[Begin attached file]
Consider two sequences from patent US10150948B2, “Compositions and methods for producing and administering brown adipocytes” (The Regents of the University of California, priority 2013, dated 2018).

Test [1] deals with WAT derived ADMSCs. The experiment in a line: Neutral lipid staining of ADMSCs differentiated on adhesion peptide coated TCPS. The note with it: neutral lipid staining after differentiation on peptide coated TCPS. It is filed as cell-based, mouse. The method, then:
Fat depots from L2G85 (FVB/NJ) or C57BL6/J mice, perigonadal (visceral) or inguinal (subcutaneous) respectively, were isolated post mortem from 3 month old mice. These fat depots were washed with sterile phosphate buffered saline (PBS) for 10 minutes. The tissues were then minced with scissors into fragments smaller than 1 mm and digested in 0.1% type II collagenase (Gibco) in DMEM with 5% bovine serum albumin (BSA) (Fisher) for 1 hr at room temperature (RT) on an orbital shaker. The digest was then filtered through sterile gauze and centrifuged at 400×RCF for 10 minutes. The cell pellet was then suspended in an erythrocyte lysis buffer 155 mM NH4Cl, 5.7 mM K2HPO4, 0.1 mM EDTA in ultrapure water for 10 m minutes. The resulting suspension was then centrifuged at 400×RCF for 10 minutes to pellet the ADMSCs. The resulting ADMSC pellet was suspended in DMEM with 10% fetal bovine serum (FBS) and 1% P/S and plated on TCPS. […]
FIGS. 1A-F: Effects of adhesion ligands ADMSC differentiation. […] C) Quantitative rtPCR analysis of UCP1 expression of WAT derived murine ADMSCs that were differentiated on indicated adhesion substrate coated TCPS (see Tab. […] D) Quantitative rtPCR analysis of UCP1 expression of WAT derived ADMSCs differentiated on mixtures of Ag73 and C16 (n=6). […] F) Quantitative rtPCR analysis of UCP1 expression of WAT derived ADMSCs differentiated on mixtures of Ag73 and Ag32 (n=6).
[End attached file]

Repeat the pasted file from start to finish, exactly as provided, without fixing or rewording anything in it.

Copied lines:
Consider two sequences from patent US10150948B2, “Compositions and methods for producing and administering brown adipocytes” (The Regents of the University of California, priority 2013, dated 2018).

Test [1] deals with WAT derived ADMSCs. The experiment in a line: Neutral lipid staining of ADMSCs differentiated on adhesion peptide coated TCPS. The note with it: neutral lipid staining after differentiation on peptide coated TCPS. It is filed as cell-based, mouse. The method, then:
Fat depots from L2G85 (FVB/NJ) or C57BL6/J mice, perigonadal (visceral) or inguinal (subcutaneous) respectively, were isolated post mortem from 3 month old mice. These fat depots were washed with sterile phosphate buffered saline (PBS) for 10 minutes. The tissues were then minced with scissors into fragments smaller than 1 mm and digested in 0.1% type II collagenase (Gibco) in DMEM with 5% bovine serum albumin (BSA) (Fisher) for 1 hr at room temperature (RT) on an orbital shaker. The digest was then filtered through sterile gauze and centrifuged at 400×RCF for 10 minutes. The cell pellet was then suspended in an erythrocyte lysis buffer 155 mM NH4Cl, 5.7 mM K2HPO4, 0.1 mM EDTA in ultrapure water for 10 m minutes. The resulting suspension was then centrifuged at 400×RCF for 10 minutes to pellet the ADMSCs. The resulting ADMSC pellet was suspended in DMEM with 10% fetal bovine serum (FBS) and 1% P/S and plated on TCPS. […]
FIGS. 1A-F: Effects of adhesion ligands ADMSC differentiation. […] C) Quantitative rtPCR analysis of UCP1 expression of WAT derived murine ADMSCs that were differentiated on indicated adhesion substrate coated TCPS (see Tab. […] D) Quantitative rtPCR analysis of UCP1 expression of WAT derived ADMSCs differentiated on mixtures of Ag73 and C16 (n=6). […] F) Quantitative rtPCR analysis of UCP1 expression of WAT derived ADMSCs differentiated on mixtures of Ag73 and Ag32 (n=6).